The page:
What do we use to check the validity of a logic system?

The law of non-contradiction is alleged to be neither verifiable nor falsifiable, on the grounds that any proof or disproof must use the law itself prior to reaching the conclusion. In other words, in order to verify or falsify the laws of logic one must resort to logic as a weapon, an act which is argued to be self-defeating.[25] Since the early 20th century, certain logicians have proposed logics that deny the validity of the law.

So reading this article on Wikipedia we are told that we can't disprove or prove this law, so what are the means to know if a logic system, alternative logic system that add or removes logical laws, is valid or not and what are the different validity criterias and norms used to verify if a logic system is true, valid or useful?

• Usually, we just build a bigger logic system which includes the one in question. Commented Aug 3, 2022 at 0:14
• There is no unique "validity", only validity for a purpose. Typically we look for agreement with logical intuitions (those are backed by successful long-term experience), utility in practical applications, attractive technical properties, such as non-triviality (not everything is derivable), truth-functionality, logical harmony. Some of these considerations may come into conflict (intuitive logic is not entirely truth functional, for example), so we settle for compromises that drop LEM or LNC. Commented Aug 3, 2022 at 4:58
• Not everything can be proven. A proof must start with premises and must make use of rules of inferences. If you always try to prove the truth of the premises and the validity of the rules of inference, you will find yourself in an infinite regression. Commented Aug 3, 2022 at 5:24

The object of valid reasoning is to proceed from assumptions to conclusions without introducing error in the reasoning process itself. The objection to fallacies in rhetorical logic is that they may introduce error in the reasoning process. It is entirely possible to reach true conclusions with fallacious reasoning; it is the possibility of reaching false ones as well using the same kind of argument that makes fallacies invalid.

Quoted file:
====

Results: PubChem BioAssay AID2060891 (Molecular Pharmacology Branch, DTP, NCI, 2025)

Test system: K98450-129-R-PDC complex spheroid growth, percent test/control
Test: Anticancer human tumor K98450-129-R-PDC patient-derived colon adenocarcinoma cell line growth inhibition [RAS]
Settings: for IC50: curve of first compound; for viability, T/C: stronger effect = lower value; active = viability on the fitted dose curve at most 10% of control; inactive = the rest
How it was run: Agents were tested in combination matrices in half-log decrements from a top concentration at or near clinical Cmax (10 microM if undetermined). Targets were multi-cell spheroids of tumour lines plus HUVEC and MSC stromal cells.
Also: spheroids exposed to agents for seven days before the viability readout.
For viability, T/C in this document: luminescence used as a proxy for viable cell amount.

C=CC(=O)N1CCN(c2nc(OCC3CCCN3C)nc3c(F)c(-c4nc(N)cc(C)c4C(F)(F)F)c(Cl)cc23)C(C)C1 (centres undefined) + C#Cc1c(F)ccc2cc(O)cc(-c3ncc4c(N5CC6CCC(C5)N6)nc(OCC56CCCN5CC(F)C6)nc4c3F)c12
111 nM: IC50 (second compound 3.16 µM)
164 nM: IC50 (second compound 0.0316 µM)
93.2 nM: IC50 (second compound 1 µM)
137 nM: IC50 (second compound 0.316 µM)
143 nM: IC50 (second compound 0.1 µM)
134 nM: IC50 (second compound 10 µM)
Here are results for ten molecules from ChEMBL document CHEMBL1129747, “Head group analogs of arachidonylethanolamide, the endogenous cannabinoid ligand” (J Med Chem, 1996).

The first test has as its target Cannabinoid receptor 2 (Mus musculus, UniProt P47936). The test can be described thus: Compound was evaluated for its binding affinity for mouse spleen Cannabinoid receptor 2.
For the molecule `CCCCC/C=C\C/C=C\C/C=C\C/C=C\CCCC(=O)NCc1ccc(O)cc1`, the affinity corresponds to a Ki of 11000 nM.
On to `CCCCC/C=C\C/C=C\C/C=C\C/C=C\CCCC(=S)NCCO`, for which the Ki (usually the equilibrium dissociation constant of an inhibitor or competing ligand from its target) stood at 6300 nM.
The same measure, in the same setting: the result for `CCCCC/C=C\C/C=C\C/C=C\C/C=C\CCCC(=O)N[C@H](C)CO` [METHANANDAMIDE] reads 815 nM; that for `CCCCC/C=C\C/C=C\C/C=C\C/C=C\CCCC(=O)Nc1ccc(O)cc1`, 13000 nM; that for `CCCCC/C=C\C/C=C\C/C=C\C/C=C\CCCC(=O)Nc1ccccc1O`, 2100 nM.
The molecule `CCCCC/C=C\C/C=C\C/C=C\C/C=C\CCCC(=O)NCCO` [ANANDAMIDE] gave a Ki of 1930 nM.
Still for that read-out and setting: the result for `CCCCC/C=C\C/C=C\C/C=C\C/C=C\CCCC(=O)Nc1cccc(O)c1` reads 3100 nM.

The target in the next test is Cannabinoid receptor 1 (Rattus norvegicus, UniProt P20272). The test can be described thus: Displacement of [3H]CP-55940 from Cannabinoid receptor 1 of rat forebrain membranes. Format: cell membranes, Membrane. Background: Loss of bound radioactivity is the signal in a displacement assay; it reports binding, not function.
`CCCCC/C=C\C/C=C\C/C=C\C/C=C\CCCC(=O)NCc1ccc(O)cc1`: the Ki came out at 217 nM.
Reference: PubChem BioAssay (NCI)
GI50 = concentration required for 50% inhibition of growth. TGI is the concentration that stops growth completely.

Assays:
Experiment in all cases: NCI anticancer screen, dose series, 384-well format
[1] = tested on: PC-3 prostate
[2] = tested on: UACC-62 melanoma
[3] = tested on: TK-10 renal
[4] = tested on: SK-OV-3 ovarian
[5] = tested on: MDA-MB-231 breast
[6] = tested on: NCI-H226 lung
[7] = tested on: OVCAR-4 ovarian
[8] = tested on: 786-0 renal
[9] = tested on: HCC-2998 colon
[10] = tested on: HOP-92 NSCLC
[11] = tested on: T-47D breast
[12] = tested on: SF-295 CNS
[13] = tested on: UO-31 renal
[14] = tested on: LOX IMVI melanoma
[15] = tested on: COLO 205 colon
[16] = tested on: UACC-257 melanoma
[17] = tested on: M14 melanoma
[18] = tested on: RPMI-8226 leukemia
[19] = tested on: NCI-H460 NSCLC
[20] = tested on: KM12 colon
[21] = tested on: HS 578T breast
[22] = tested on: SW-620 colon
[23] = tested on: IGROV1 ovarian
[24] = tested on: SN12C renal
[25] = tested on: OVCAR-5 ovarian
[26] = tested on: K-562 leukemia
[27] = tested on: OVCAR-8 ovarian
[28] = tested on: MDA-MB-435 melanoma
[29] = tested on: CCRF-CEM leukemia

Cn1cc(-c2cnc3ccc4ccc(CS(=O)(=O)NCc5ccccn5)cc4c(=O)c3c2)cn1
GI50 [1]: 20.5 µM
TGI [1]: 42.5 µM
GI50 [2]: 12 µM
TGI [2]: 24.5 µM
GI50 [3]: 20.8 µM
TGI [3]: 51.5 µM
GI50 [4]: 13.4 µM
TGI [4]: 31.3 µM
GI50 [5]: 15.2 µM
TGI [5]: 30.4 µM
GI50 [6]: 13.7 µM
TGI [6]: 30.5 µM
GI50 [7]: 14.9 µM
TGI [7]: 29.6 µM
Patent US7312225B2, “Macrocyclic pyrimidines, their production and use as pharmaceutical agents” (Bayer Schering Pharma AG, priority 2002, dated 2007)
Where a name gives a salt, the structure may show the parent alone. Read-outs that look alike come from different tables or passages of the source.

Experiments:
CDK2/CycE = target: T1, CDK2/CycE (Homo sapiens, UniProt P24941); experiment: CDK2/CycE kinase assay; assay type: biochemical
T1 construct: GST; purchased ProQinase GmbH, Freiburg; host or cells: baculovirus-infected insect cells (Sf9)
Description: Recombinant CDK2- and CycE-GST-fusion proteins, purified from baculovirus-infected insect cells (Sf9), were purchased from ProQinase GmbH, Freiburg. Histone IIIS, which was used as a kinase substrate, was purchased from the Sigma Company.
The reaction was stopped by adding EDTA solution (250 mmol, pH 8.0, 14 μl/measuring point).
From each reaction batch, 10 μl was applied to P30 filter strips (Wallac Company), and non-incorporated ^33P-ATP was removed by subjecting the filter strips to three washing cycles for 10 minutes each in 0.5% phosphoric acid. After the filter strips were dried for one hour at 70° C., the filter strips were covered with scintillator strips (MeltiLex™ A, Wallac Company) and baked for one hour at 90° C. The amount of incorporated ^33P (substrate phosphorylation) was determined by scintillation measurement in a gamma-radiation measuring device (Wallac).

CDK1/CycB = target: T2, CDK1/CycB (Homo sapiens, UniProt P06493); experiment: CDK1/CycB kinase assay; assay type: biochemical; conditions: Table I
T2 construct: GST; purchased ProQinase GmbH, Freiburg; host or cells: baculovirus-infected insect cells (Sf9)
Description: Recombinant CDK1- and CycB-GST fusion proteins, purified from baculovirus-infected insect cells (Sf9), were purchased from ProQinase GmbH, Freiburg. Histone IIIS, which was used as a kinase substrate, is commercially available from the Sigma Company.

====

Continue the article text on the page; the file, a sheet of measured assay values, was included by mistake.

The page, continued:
This is much simpler to do with classical two-valued propositional logic. In that case, the truth of the material conditional is necessary and sufficient to establish logical validity. With variants where one or other of the laws of classical logic is deemed not to hold, the problem of establishing whether an argument is valid becomes much trickier. In those cases, it is customary to establish formal rules of inference in an attempt to assure that an argument is valid.

The law of non-contradiction is one of the tools for evaluating logical arguments, but it really only applies in two-valued systems. In multi-valued logics, its utility is severely limited.

The law of non-contradiction is alleged to be neither verifiable nor falsifiable, on the grounds that any proof or disproof must use the law itself prior to reaching the conclusion. In other words, in order to verify or falsify the laws of logic one must resort to logic as a weapon, an act which is argued to be self-defeating.

This is no quite true.

The law of contradiction, which says that a contradiction is false, is one of the fundamental assumptions which defines logical reasoning. We can choose to ignore it and pretend that we can still reason logically but this is just equivocation. Together with the law of identity and the law of excluded middle, the law of contradiction defines logical reasoning. This is so because these assumption are fundamental. Fundamental here means that we recognise that we cannot choose to ignore these laws and still reason logically. We can always pretend otherwise, but this would be equivocation. This is playing with toy logic while pretending to do real logic.

Since the early 20th century, certain logicians have proposed logics that deny the validity of the law.

Words are cheap and anyone can pretend to reason logically while ignoring the law of contradiction. Too bad. If you ignore the fundamental laws of logic, how are you going to reason logically? Do you really play chess if you choose to ignore the rules of chess? We cannot stop anyone pretending they have a logic based on denying the validity of the law of contradiction, but this is just equivocation, and equivocation is bad logic.

So reading this article on Wikipedia we are told that we can't disprove or prove this law, so what are the means to know if a logic system, alternative logic system that add or removes logical laws, is valid or not and what are the different validity criterias and norms used to verify if a logic system is true, valid or useful?

Any system which ignores any of the fundamental laws of logic is not a logic system, and therefore irrelevant to human logic.

Such systems should be regarded as mathematical systems, not logical ones. They can only be logical systems in name only. Good mathematics, possibly, not good formal logic. Not at all.